The primary goal of the current study was to assess the prevalence and management of anemia in a group of Chinese kidney transplant recipients. Therefore, whether the routine use of iron therapy for patients at risk of anemia can effectively prevent its occurrence without increasing other morbidities is still unclear. Further prospective studies are required. According to Mrug et al.[7], the quality of life and performance remarkably improves with treatment for anemia. Erythropoietin is seldom used in the management of PTA, but for patients with poor graft function and moderate to severe anemia, erythropoietin is most likely the only efficacious medication available.

ACEI and ARB have been successfully used to treat post-transplant erythrocytosis. Recent evidence suggests that the angiotensin II axis plays an important role in erythropoiesis[8], leading to the speculation that perhaps ACEI or ARB increases the chance of anemia in kidney transplant recipients. Other studies have suggested that azathioprine can cause anemia in the presence of concomitant ACEI use[8]. However, we observed no correlation between ACEI and anemia either administered with MMF or azathioprine in the current study. This may be partly attributed to the small number of participants in this study. In addition, a recent study suggests the renal benefits of losartan in kidney transplant recipients by reducing urinary excretion of proteins associated with tubular damage and graft fibrosis[9]. Taken together, the use of ACEI or ARB in kidney transplant recipients might be carefully balanced against the level of concern of PTA.

Retrospective studies, for their own limitations, can hardly provide accurate insight into the relative contribution of any single or combined immunosuppressive therapy in the development of anemia, and their shortcomings become even more overt when changes in immunosuppressive therapy have been made.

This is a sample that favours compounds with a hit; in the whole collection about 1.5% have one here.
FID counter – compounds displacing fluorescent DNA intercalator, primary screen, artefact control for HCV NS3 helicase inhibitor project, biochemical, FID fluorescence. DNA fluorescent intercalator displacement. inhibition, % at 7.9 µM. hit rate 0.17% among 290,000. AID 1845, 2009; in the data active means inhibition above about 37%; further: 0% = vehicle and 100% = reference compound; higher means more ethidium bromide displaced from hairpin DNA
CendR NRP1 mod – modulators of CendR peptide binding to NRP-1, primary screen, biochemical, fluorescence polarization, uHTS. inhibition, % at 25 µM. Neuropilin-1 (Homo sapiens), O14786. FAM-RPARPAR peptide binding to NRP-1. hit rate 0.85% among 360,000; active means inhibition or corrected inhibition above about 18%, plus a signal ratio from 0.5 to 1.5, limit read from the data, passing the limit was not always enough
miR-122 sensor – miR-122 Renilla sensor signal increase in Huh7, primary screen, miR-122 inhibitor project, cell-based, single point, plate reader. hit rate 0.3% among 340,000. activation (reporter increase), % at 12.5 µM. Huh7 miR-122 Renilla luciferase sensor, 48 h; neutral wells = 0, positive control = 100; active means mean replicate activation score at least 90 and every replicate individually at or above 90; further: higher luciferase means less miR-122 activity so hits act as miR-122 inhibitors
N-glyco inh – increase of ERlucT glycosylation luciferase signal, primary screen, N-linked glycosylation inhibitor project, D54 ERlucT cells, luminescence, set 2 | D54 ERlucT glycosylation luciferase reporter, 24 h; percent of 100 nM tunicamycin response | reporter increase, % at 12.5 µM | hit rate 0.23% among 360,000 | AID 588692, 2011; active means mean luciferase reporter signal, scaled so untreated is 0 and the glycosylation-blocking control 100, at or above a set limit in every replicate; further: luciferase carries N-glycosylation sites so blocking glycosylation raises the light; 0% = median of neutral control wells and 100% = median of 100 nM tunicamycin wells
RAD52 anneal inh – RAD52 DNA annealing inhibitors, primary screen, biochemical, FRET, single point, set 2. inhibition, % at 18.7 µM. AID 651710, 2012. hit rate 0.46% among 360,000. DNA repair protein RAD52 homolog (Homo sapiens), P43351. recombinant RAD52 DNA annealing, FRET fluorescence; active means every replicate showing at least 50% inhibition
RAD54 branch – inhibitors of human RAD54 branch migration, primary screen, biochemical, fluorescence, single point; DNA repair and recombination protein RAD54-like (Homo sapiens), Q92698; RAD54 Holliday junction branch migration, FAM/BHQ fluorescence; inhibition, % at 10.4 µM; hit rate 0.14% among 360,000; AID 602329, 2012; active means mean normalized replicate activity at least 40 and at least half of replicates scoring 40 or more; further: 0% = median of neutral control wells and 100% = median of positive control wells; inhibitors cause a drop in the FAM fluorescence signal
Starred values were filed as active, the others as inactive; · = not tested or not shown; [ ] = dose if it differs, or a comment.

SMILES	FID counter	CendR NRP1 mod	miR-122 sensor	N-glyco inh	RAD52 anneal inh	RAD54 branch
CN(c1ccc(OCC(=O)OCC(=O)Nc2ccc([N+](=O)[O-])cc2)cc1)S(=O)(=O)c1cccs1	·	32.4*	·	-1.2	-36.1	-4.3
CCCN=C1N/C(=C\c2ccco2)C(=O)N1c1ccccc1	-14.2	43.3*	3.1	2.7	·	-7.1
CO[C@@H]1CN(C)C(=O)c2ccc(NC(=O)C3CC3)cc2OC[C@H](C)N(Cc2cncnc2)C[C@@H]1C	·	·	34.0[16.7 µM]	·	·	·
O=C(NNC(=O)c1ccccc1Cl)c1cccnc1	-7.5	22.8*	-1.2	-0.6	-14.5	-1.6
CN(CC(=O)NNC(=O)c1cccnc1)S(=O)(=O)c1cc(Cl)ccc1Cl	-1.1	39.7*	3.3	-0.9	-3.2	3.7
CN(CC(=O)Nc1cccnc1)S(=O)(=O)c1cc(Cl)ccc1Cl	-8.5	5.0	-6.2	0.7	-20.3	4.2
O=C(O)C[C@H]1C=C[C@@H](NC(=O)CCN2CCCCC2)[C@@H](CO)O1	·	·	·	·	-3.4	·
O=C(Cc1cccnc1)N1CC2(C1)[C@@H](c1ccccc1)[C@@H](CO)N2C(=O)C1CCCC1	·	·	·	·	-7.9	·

Previous studies have suggested that both MMF and azathioprine could lead to anemia[10]. The question then becomes which one is more likely to do so. In the current study, there was no significant difference in prevalence of anemia between patients receiving MMF and azathioprine at each year post-transplant. This result aligned with two other pivotal trials where a similar incidence of anemia between patients on these drugs were reported[11, 12]. Kahng et al.[6] reported that patients on a dual therapy of MMF and prednisone had the lowest hemoglobin levels, and patients not being treated with MMF generally showed higher hemoglobin levels. However, claiming MMF is worse with regard to the occurrence of anemia is over-simplistic because many patients convert to MMF after a decline in kidney graft function is discovered, which can greatly confound the analysis. Studies assessing kidney transplant recipients who convert to MMF from azathioprine with good graft function may be in a better position to provide more precise information; however, no such comparisons have been made[1315].


PTA is a common complication for long-term follow-up kidney transplant recipients, and is often overlooked by transplant physicians. Kidney graft function is associated with both the diagnosis of anemia and hemoglobin levels. Iron medications should be administered in a timely manner in patients with PTA, while erythropoietin therapy should be initiated in anemic patients whose kidney grafts have already failed to produce sufficient erythropoietin to maintain hemoglobin levels.



Angiotensin-converting-enzyme inhibitors


Analysis of variance


Angiotensin receptor blockers


Blood urea nitrogen


Calculated creatinine clearance


Mycophenolate mofetil


Post-transplant anemia


Serum creatinine.


  1. Beshara S, Birgegard G, Goch J, Wahlberg J, Wikstrom B, Danielson BG: Assessment of erythropoiesis following renal transplantation. Eur J Haematol 1997, 58: 167–173.

    Article  CAS  PubMed  Google Scholar 

  2. Mann JF: What are the short-term and long-term consequences of anaemia in CRF patients? Nephrol. Dial Transplant 1999, 14(Suppl 2):29–36.

    Article  Google Scholar 

  3. Xie YP, Xiao QZ, Zhou YQ, Wu HQ, Hu LQ: Rapid differential diagnosis of thalassemia trait and iron-deficiency anemia with stepwise regression analysis. Nan Fang Yi Ke Da Xue Xue Bao 2008, 28: 609–611.

    CAS  PubMed  Google Scholar 

  4. van Dullemen HM, Luykx-de Bakker S, Hillen PH, Van Landeghem AA, Van Boven WP, van der Heul C: Inhibitors of recombinant human erythropoietin in chronic renal failure. Neth J Med 1992, 41: 56–63.